As I understand, Volpe has shirts made by different shirtmakers all the time, an although I asked him several times who he would recommend, was always wary of suggesting someone in particular adding that some time he had to sort the shirt fitting issues himself. However, once we were in the Marinella boutique in London, an discussing shirtmakers with some Marinella/Volpe clients, and both Volpe ad the Marinella Manager, as well a clothing rep from Naples, had only good things to say about Lombardi (I was wearing one of his shirt) and went as far as saying that he was peraphs the only true shirtmaker left in Naples (Un vero Camiciaio).
post #109 of 118
Marco, Thanks for your informative reply. With regard to Lombardi being perhaps the last true Neapolitan shirtmaker, some might argue that Matuozzo should be considered. Recently, I have heard good things about Satriano Cinque. Would love to hear from any members who have experience with them. Lastly, the SB Volpe cuts is gorgeous. What is his DB model like?
post #110 of 118
Quote:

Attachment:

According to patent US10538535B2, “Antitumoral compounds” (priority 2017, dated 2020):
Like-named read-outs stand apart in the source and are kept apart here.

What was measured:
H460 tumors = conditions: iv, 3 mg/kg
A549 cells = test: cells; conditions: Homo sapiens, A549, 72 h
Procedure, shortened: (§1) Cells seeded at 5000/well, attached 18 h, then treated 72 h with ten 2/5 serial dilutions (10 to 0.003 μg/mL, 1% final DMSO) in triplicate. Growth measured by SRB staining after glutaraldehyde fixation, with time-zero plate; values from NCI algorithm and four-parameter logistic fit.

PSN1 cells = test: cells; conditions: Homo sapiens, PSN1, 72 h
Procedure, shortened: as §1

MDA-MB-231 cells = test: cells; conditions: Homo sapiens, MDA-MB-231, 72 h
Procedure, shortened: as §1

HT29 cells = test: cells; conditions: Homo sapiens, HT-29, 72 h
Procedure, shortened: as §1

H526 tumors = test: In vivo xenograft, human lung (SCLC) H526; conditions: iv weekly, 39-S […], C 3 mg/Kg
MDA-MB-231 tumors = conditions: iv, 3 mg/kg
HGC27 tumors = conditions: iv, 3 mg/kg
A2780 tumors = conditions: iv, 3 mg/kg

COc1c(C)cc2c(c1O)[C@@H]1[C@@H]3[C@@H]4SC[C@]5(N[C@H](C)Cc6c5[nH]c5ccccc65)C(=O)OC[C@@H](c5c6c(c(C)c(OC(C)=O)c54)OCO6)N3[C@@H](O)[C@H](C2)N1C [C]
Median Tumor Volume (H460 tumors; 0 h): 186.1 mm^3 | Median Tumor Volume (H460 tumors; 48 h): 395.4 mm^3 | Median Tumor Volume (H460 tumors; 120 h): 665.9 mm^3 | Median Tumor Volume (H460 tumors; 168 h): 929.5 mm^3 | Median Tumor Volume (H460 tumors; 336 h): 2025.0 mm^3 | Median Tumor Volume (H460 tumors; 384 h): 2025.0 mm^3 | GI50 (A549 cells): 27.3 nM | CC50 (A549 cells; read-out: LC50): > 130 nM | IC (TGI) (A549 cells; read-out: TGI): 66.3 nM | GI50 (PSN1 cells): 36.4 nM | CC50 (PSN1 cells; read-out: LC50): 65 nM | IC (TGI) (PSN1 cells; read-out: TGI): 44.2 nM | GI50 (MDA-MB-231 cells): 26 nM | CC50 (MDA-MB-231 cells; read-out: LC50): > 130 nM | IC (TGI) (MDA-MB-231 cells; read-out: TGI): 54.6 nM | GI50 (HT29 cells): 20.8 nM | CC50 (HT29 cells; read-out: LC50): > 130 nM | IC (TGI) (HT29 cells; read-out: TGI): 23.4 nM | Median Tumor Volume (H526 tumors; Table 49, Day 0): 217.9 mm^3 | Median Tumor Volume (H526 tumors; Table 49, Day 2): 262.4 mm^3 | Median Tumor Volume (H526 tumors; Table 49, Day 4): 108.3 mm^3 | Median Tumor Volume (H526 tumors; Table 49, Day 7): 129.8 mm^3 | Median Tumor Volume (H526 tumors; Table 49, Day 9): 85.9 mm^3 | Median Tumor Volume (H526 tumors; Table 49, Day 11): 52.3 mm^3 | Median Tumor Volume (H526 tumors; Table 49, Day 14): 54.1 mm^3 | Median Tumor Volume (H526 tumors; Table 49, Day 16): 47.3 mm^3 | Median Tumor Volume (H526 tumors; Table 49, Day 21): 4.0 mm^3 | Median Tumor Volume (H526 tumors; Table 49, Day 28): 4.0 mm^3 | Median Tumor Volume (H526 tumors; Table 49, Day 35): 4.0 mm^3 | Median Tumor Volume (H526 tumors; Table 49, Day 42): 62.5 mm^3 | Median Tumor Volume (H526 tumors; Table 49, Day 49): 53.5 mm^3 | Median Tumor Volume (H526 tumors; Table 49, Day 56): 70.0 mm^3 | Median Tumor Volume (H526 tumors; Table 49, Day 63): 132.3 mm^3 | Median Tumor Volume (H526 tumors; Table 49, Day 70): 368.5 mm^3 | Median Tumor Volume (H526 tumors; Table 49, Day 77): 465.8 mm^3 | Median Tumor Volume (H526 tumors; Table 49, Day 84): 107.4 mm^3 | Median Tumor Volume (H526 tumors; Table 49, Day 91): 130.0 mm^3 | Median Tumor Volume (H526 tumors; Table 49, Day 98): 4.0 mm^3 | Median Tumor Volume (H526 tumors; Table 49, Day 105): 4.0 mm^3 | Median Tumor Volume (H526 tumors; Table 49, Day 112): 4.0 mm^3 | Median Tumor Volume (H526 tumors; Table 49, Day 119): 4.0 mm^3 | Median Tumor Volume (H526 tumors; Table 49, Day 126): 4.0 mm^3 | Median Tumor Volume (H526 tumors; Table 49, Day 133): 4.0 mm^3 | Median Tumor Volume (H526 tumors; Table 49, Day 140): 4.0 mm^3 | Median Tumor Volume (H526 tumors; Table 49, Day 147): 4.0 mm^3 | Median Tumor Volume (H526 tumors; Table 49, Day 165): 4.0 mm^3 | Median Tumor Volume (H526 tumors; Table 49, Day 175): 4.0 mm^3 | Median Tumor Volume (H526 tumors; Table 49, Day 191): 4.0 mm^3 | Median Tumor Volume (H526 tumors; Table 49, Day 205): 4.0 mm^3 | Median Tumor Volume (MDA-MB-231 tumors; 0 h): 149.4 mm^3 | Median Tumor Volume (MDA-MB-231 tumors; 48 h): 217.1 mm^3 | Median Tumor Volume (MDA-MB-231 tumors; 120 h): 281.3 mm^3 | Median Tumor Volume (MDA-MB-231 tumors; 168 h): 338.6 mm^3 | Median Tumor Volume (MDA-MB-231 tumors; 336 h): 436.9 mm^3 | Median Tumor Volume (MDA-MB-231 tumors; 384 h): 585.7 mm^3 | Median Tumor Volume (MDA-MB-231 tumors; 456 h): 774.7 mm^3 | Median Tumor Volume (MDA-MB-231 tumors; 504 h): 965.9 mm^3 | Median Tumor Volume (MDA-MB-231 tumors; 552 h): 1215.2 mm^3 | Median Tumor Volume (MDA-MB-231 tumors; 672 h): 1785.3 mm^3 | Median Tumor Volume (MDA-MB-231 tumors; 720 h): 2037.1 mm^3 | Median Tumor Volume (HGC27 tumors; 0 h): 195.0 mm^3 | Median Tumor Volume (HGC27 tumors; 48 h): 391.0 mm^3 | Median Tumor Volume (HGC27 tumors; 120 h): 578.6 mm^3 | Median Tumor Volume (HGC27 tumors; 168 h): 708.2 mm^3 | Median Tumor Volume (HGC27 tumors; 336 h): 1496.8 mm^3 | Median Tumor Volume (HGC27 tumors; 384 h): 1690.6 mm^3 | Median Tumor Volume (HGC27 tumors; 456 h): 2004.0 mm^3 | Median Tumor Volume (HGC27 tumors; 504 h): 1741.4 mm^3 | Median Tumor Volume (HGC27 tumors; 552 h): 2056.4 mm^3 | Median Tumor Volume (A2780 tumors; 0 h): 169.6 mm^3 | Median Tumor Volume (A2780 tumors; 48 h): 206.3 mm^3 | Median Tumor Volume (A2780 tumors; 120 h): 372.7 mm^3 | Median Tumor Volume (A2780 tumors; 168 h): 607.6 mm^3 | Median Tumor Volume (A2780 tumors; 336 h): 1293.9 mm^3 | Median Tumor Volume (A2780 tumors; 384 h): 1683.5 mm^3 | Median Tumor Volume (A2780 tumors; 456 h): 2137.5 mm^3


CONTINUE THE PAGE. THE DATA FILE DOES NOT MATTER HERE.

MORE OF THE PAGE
Originally Posted by Bespoke 51 View Post

Marco, Thanks for your informative reply. With regard to Lombardi being perhaps the last true Neapolitan shirtmaker, some might argue that Matuozzo should be considered. Recently, I have heard good things about Satriano Cinque. Would love to hear from any members who have experience with them. Lastly, the SB Volpe cuts is gorgeous. What is his DB model like?

Marco, i am also curious about his DB's. I also didnt know that Sgr Volpe offered bespoke shirts. Is that by his camiciaio friend Alberto?
post #111 of 118
Th
Quote:
Originally Posted by Bespoke 51 View Post

Yasu, all are fantastic! I'm curious, does Sr. Volpe use or recommend a particular shirtmaker? Also, does he ever visit the US?

Thanks for the complements, Brian. It is hard to find volpe's quality at his price range. Definitely worth trying if you have time.
post #112 of 118
Thread Starter 
Bespoke51,